♪ A pirate's life is a wonderful life ♪ ♪ A-rovin' over the sea ♪ - Songs like "A Pirate's Life for Me"- ♪ Yo-ho, yo-ho, a pirate's life for me ♪ - And "Fifteen Men on a Dead Man's Chest" are as prevalent to pirate lore as eye patches or treasure maps.
♪ Fifteen men on a dead man's chest ♪ - We associate these songs with pirates because of Robert Lewis Stevenson's novel "Treasure Island", published more than 100 years after the golden age of piracy.
Stevenson himself actually made up the chorus to "Fifteen Men on a Dead Man's Chest".
So what did pirate music actually sound like?
I'm Joel Cook, and this is "Rogue History"!
[dramatic music] Sea shanties are a good place to start when it comes to discussing music on board vessels.
We're not alone in thinking so, since videos tagged #seashanty have gotten over 7 billion plays on TikTok.
On the open sea, shanties helped facilitate the timing and pace of labor, not to mention the songs provided a distraction from the arduous tasks at hand.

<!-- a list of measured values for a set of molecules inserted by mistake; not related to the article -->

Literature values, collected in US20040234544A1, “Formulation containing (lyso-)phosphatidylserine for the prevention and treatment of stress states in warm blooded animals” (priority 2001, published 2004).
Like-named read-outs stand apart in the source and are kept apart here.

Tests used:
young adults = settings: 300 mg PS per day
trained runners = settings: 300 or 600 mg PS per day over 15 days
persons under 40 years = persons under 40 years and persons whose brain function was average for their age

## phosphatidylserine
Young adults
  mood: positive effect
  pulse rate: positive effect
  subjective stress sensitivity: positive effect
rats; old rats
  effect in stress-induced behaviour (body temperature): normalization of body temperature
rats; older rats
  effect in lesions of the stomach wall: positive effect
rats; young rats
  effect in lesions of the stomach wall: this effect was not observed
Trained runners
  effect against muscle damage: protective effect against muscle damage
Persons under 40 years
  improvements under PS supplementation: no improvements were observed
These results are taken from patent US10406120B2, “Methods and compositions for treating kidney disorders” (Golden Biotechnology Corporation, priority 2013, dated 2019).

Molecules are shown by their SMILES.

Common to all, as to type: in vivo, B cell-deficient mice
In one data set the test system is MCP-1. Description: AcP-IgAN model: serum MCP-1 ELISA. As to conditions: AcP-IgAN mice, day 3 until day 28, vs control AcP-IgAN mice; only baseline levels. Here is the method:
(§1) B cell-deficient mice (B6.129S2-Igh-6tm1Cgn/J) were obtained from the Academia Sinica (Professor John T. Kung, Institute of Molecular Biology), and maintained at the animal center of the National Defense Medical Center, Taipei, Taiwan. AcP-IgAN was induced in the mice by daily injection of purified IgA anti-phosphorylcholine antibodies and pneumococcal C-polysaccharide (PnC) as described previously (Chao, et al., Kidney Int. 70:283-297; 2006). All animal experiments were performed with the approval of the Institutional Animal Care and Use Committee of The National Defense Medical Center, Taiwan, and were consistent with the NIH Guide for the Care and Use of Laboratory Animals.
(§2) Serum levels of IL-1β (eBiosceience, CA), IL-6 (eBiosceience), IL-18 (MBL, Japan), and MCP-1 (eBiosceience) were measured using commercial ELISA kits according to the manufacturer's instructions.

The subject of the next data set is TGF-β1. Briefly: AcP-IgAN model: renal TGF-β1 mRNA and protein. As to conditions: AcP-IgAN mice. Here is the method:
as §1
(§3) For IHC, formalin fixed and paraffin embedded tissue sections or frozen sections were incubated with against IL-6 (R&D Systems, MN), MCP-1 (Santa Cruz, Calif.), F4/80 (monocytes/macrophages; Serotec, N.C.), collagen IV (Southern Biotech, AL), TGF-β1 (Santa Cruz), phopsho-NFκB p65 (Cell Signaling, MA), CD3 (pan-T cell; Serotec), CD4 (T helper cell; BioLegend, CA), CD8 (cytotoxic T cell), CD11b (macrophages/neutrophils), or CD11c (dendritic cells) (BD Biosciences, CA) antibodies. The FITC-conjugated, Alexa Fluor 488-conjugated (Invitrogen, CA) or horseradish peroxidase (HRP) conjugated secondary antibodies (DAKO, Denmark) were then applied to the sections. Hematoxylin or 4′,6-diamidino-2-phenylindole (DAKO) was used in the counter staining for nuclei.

- Typically at moments when sailors needed to synchronize their labor to furl or unfurl sails, they needed to work in unison.
For the main sail, you could have a dozen people pulling at one time, so a rhythmic song was actually quite helpful.
♪ Heave away, my Johnny ♪ ♪ Heave away ♪ - The sea shanties we think of today were not documented until the 19th century, when they were mostly sung aboard cargo and whaling vessels.
Although it's worth mentioning that the boundaries between pirates and sailors often overlapped and changed, so it's possible that it occurred without record.
"Blow, Boys, Blow" is a haul yard shanty named after the line they would pull to raise the sail.
The crew would know to pull each time they heard the word blow.
♪ I long to hear you blow, boys, blow ♪ - Aside from some crude sing outs, we don't have physical evidence of work songs being sung on pirate vessels.
A sing out is not an elaborate shanty like "The Weatherman", but more so a simple "yo-ho, heave-ho".
- If we go back a little further, there were early naval traditions in the US, Great Britain, and elsewhere of using drum cadences, sometimes accompanied by fife or fiddle, to set the pace for shipboard work.
This tradition can be found as far back as the Ancient Greek triremes.
Since many pirates were ex-navy sailors, it's possible that they may have also been used aboard some pirate ships.
These cadences would've sound something like this.
[rhythmic fife and drum music] We also have evidence that pirates sang sea songs in hours of relaxation.
They were about romance, adventure, or just variations of popular songs of the era.